Practical Technology

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Dell & Ubuntu’s mighty Mini 9


Want a great Linux netbook for a great price? Then, give Dell’s Ubuntu-powered Mini 9 a try. I like netbooks. They tend to be small, powerful and you can easily get them with Linux. Not all netbooks are created equal, though, and some are clearly better than others. One of the best is the Dell Mini 9.

In the not even two years since Asus changed the laptop world with the first true netbook, the Eee PC 4G, I’ve used many netbooks, such as the ASUS Eee 1000. My new favorite though is the Dell Inspiron Mini 9.

It starts with the look and heft of the device. Some netbooks feel like their prices: cheap. Not, the Mini 9. It feels solid and well-made.

The keyboard backs up that initial impression. Other than squeezing the quote mark key down on the spacebar row, I found the keyboard to be quite comfortable. And, as someone who spends hours every day pounding out thousands of words, I know what I’m talking about when it comes to keyboards.

Powering this up is an Intel Atom 270 Diamondville CPU running at 1.6GHz. The one I bought came with a gigabyte of RAM and an 8GB SSD (solid state drives). The display is not quite nine-inches-8.9-inches with the graphics pushed by the Diamondville’s built-in 945GSE graphics. The default resolution is 1,024×600 and it looks great.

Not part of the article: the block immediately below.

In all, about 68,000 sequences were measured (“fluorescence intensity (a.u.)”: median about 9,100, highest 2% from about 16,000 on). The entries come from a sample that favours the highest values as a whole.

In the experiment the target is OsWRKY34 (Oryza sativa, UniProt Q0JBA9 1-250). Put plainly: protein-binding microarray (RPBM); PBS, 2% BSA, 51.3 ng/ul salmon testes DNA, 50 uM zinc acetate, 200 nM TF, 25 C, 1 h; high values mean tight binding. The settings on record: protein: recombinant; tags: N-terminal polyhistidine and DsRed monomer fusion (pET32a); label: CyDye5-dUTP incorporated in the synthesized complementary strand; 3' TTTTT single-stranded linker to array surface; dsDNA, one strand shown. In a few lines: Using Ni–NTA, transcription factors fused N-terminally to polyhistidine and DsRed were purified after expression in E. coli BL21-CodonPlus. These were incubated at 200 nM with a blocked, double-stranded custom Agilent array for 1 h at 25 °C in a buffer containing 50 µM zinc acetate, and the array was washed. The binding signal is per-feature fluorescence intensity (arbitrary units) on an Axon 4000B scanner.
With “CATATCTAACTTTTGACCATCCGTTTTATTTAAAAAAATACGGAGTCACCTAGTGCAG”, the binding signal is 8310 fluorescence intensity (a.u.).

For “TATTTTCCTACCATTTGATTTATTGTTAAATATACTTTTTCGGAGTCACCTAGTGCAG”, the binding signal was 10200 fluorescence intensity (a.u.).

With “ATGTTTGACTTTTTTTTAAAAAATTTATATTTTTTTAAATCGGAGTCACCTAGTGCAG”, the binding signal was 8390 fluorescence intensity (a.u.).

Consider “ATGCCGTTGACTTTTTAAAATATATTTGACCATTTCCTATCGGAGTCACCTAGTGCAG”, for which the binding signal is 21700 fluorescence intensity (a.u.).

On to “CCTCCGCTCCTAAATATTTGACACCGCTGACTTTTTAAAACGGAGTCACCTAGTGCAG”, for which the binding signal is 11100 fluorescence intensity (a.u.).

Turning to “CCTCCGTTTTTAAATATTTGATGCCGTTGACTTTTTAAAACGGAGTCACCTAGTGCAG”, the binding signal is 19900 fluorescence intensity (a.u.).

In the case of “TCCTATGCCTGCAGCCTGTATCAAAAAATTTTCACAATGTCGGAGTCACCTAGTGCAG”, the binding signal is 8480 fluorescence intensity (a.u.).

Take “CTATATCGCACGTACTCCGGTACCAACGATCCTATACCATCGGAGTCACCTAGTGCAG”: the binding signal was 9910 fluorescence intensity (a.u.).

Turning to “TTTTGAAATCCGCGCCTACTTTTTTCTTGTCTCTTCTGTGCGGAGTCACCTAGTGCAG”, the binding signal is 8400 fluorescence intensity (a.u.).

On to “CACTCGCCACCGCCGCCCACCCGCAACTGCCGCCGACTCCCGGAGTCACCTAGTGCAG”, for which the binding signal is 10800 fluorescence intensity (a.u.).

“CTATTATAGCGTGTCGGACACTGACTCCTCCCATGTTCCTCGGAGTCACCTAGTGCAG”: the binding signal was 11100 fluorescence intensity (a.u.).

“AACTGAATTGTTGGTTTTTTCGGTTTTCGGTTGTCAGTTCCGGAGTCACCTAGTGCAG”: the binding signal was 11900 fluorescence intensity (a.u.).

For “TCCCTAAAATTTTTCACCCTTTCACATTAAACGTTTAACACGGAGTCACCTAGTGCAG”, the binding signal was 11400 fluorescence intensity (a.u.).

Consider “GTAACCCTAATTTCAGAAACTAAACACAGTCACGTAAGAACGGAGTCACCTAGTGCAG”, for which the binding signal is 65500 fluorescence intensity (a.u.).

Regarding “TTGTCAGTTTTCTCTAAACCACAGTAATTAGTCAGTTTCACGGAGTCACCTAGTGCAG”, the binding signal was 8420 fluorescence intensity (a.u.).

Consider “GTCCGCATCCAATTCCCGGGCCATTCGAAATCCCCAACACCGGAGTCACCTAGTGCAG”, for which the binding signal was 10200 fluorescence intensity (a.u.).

The Mini 9 comes with 3 USB 2.0 ports, an RJ-45 10/100Mbps Ethernet port and a media-card reader. Most of though will use Inspiron 910’s built-in 802.11b/g Wi-Fi.

Oh, and have I mentioned the battery life? It gave me an honest 4-hours of work. I like this netbook! Ubuntu 8.04, the latest long term support version of Ubuntu, runs great on this hardware. Its performance was, in a word, ‘snappy.’

Making it even better, Dell has already added such optional, but ‘must-have’ as far as I’m concerned programs such as Adobe Acrobat and Flash. Nicer still, Dell has thrown in the Fluendo Codecs. This allows you to play pretty much any multimedia file you’re likely to find on the Web including the Windows Media formats and MP4 videos.

I have a few quibbles, but that’s really all they are. For example, this Ubuntu comes with OpenOffice 2.4, instead of the newer and faster OpenOffice 3.0. I can live with that though. It’s still more than fast enough on this portable powerhouse.

Oh and the best part? All of this computing goodness came to me with a $289 price-tag. Now, this, this is my kind of computer.

A version of this story was first published in ComputerWorld.

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